This Is One Way to Get People Talking About a City Council Meeting – Next City

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This Is One Way to Get People Talking About a City Council Meeting

Portland, Maine's City Hall

While Boston officials try to foster political engagement with coffee, Portland, Maine, has a strategy that’s, well, a little more Portland, Maine (or Portland, Oregon, for that matter): interpretive dance.

Dancer Sara Juli enlivened a recent city council meeting with handstands, grooves and some time on a zoning committee member’s lap, TV news station WCSH 6 reports. She was invited to perform as part of Mayor Ethan Strimling’s “Arts in the Chamber” series, which was launched last year in a partnership with Creative Portland.

“I know I can speak for my colleagues on the council to say that we are incredibly proud of the deep wellspring of talent that we have in every corner of our city,” the mayor said in a release about the program, which is intended to promote local artists, performers and musicians with a brief showcase at the beginning of city council meetings.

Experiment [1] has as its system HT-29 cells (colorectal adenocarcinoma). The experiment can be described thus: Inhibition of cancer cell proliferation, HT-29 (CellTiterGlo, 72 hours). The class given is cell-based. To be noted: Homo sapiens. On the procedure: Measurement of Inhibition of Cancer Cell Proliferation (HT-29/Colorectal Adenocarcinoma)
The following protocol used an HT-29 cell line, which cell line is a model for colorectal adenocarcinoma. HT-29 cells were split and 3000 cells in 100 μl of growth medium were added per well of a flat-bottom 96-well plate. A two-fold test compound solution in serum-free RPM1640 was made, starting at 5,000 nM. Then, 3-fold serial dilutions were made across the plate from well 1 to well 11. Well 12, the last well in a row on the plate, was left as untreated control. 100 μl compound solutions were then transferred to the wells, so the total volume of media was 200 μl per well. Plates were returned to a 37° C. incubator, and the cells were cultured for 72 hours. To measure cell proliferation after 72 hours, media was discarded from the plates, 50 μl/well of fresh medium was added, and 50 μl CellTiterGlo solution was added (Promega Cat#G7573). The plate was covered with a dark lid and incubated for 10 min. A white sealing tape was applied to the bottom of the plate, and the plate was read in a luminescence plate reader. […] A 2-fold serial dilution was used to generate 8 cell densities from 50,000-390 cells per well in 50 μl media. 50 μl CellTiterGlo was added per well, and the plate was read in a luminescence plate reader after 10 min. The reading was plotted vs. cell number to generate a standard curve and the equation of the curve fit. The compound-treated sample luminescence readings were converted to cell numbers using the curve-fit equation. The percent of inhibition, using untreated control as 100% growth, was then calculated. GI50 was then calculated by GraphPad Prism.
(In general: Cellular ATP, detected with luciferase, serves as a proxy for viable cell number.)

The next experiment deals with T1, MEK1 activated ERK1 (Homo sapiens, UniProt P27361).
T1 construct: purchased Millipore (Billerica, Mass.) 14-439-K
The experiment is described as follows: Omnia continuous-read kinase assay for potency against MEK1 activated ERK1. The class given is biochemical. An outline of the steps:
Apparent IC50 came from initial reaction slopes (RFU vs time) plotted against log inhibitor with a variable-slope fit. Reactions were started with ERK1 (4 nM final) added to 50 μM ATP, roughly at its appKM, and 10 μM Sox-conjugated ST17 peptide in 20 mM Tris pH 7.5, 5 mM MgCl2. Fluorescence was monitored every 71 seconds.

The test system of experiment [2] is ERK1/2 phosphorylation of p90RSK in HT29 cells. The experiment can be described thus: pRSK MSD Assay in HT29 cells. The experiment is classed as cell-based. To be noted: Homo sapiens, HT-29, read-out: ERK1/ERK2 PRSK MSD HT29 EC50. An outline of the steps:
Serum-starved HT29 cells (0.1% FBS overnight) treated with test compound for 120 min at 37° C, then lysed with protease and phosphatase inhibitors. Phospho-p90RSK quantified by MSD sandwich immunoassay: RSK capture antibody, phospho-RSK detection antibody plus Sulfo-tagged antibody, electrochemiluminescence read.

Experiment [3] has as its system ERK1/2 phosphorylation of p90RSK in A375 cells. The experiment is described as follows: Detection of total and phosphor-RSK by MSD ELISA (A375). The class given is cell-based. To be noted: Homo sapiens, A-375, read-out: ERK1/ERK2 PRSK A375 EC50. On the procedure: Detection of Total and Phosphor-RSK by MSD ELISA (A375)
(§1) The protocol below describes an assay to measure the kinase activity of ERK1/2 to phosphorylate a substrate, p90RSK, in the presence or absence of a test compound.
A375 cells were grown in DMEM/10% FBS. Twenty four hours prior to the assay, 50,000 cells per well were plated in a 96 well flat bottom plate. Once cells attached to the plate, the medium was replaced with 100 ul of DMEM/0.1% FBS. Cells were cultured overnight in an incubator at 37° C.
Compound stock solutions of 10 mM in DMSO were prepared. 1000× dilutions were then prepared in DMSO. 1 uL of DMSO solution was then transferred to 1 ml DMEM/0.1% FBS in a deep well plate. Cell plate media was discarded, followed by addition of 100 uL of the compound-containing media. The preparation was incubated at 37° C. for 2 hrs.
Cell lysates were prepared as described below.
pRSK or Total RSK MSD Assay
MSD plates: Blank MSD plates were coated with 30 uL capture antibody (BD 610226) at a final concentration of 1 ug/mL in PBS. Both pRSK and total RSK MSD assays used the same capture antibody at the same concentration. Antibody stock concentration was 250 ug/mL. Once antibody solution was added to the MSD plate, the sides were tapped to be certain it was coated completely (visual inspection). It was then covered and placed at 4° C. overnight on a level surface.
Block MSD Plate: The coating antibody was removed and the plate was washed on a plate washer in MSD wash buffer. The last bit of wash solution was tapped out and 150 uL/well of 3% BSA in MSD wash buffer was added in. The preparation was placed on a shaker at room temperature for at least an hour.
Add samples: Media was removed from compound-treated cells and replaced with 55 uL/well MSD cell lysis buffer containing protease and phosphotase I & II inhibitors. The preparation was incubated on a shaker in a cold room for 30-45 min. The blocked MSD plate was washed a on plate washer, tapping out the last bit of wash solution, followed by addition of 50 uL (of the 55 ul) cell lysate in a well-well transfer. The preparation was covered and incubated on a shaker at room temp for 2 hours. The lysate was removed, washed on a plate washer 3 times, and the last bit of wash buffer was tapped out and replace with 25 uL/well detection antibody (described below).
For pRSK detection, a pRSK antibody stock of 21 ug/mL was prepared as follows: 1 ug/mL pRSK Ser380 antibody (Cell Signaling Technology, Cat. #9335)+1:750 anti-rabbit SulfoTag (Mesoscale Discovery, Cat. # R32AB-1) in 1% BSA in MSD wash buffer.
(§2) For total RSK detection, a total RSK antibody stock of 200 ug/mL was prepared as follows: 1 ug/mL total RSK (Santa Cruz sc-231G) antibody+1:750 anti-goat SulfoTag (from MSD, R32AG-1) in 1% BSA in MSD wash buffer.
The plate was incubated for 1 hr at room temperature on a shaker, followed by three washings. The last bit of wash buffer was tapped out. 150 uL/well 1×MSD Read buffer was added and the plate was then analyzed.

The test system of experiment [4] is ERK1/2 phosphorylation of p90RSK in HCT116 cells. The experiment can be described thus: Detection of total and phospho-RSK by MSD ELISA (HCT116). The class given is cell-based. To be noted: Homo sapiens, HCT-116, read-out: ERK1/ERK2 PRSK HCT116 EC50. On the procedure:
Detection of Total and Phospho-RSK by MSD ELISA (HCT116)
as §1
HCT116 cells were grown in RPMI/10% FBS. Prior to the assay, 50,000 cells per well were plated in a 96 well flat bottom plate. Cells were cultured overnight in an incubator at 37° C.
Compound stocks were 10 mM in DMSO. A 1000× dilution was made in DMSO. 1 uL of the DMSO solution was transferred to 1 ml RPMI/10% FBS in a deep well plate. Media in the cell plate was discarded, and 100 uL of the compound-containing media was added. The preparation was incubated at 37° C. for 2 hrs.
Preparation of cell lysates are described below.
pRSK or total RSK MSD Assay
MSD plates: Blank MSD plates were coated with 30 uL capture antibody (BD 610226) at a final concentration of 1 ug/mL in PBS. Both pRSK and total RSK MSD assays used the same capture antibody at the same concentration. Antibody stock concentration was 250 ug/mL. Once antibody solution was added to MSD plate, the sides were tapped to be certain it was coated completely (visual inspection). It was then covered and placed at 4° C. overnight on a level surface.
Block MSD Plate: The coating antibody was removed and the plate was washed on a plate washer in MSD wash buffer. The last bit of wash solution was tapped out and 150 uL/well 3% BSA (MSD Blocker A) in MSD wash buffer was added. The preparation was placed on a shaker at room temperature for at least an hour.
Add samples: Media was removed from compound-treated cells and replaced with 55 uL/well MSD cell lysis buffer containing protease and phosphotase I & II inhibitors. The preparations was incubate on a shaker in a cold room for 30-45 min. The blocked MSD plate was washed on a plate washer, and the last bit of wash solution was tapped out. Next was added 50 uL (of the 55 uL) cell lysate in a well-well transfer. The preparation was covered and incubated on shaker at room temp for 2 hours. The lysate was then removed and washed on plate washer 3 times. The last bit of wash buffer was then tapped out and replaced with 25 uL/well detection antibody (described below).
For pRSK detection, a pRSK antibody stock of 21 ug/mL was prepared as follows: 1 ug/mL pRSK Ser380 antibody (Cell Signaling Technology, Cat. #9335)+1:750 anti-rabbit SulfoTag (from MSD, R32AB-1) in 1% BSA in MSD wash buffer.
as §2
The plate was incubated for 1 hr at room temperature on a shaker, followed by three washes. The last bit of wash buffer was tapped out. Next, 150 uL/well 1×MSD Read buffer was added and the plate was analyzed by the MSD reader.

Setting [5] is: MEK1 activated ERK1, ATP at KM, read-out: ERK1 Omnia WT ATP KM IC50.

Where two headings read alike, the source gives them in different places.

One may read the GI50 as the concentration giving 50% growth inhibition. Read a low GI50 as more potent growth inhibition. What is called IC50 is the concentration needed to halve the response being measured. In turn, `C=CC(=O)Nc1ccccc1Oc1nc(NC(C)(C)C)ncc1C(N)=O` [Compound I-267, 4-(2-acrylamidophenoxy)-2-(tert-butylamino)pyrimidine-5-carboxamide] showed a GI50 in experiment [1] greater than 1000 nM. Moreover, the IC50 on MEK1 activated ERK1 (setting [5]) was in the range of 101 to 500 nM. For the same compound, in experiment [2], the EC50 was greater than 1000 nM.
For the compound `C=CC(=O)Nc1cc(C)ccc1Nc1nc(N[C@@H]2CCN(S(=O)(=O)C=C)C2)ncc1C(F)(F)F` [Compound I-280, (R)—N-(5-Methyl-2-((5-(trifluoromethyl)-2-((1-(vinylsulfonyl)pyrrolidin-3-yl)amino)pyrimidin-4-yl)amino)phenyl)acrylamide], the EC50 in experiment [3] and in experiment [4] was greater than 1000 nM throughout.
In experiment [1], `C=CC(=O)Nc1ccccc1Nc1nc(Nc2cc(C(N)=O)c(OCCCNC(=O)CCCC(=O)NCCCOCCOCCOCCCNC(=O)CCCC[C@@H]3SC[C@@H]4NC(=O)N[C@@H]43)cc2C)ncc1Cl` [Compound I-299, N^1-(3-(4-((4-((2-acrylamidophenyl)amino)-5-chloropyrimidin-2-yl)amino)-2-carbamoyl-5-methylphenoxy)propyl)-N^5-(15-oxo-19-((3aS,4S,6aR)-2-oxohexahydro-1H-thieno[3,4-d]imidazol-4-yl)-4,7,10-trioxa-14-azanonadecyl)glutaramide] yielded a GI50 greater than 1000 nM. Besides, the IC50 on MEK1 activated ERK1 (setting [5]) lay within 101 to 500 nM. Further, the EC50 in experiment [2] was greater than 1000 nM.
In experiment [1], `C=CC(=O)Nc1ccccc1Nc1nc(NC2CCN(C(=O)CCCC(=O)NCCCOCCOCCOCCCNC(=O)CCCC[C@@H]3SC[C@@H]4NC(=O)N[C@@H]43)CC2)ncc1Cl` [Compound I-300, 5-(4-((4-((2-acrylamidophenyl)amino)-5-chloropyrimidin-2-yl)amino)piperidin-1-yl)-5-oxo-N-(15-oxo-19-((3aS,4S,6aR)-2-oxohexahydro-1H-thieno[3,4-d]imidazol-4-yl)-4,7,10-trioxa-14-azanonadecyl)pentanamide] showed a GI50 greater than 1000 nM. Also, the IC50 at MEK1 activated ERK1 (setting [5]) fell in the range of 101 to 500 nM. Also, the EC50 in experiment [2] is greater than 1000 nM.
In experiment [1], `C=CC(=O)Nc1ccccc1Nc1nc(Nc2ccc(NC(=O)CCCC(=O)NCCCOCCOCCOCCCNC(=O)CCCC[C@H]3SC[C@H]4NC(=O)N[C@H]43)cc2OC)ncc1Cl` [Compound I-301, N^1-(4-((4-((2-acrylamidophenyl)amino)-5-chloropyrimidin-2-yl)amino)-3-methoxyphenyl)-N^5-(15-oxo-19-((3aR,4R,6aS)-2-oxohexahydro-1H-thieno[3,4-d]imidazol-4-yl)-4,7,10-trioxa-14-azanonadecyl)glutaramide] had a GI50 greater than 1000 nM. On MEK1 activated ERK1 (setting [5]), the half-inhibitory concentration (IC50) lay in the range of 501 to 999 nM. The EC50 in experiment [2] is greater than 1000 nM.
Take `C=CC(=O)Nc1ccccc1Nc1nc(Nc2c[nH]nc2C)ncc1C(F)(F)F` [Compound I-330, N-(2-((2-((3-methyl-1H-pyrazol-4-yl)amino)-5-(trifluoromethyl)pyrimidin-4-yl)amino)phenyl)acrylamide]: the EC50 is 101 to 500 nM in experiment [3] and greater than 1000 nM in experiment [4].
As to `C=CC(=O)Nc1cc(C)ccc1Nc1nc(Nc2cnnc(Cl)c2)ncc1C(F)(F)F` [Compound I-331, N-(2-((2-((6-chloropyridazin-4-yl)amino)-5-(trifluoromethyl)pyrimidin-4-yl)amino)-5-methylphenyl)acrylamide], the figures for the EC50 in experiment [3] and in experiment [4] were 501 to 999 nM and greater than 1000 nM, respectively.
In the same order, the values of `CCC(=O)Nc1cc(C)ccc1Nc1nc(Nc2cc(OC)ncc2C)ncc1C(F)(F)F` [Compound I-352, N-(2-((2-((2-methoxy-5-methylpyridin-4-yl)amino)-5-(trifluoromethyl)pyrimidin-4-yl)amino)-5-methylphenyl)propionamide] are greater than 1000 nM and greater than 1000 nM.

On Monday, Juli performed an excerpt of a dance called “Shadow Artist,” which she described as a piece about “being afraid to be an artist.” It included some fairly typical dance moves, along with a simulation of vomiting and some so-not-typical audience interaction.

“I scoped the audience while I was performing going ‘Hmmm,’ who could I maybe sit on?” Juli told WCSH 6.

She settled on Robert Bartels, who was there to be appointed to the zoning committee. She climbed onto his lap and then lay flat in a sort of plank position across his legs. WCSH 6 has highlights here.

Rachel Dovey is an award-winning freelance writer and former USC Annenberg fellow living at the northern tip of California’s Bay Area. She writes about infrastructure, water and climate change and has been published by Bust, Wired, Paste, SF Weekly, the East Bay Express and the North Bay Bohemian.

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Tags: arts and culturecity councils